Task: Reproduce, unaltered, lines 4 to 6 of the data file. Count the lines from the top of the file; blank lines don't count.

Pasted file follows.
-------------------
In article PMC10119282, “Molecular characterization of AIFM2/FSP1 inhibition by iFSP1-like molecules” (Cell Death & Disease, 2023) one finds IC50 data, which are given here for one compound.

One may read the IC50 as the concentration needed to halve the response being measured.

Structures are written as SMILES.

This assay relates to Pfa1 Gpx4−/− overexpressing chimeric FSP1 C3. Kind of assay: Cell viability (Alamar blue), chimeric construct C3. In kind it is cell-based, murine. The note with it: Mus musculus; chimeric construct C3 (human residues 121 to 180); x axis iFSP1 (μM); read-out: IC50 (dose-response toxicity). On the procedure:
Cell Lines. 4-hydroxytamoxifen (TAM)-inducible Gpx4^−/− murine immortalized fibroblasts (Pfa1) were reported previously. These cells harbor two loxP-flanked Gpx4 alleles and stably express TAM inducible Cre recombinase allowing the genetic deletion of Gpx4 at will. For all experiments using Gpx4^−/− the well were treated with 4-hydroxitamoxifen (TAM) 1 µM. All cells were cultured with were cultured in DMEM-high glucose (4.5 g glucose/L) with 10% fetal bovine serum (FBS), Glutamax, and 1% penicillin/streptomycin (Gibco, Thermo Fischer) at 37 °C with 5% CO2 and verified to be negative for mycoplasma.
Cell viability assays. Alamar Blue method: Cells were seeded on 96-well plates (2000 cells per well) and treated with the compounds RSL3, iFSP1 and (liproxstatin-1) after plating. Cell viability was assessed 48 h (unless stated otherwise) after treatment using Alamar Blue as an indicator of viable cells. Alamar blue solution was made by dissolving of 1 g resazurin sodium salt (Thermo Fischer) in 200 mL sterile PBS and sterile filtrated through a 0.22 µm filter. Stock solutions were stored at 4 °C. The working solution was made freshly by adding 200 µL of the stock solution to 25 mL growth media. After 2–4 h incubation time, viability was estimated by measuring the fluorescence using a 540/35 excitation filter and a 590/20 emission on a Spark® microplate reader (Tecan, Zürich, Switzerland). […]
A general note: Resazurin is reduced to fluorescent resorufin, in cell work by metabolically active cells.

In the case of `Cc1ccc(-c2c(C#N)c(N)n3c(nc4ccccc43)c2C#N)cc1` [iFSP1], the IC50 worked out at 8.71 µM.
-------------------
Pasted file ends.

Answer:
This assay relates to Pfa1 Gpx4−/− overexpressing chimeric FSP1 C3. Kind of assay: Cell viability (Alamar blue), chimeric construct C3. In kind it is cell-based, murine. The note with it: Mus musculus; chimeric construct C3 (human residues 121 to 180); x axis iFSP1 (μM); read-out: IC50 (dose-response toxicity). On the procedure:
Cell Lines. 4-hydroxytamoxifen (TAM)-inducible Gpx4^−/− murine immortalized fibroblasts (Pfa1) were reported previously. These cells harbor two loxP-flanked Gpx4 alleles and stably express TAM inducible Cre recombinase allowing the genetic deletion of Gpx4 at will. For all experiments using Gpx4^−/− the well were treated with 4-hydroxitamoxifen (TAM) 1 µM. All cells were cultured with were cultured in DMEM-high glucose (4.5 g glucose/L) with 10% fetal bovine serum (FBS), Glutamax, and 1% penicillin/streptomycin (Gibco, Thermo Fischer) at 37 °C with 5% CO2 and verified to be negative for mycoplasma.
Cell viability assays. Alamar Blue method: Cells were seeded on 96-well plates (2000 cells per well) and treated with the compounds RSL3, iFSP1 and (liproxstatin-1) after plating. Cell viability was assessed 48 h (unless stated otherwise) after treatment using Alamar Blue as an indicator of viable cells. Alamar blue solution was made by dissolving of 1 g resazurin sodium salt (Thermo Fischer) in 200 mL sterile PBS and sterile filtrated through a 0.22 µm filter. Stock solutions were stored at 4 °C. The working solution was made freshly by adding 200 µL of the stock solution to 25 mL growth media. After 2–4 h incubation time, viability was estimated by measuring the fluorescence using a 540/35 excitation filter and a 590/20 emission on a Spark® microplate reader (Tecan, Zürich, Switzerland). […]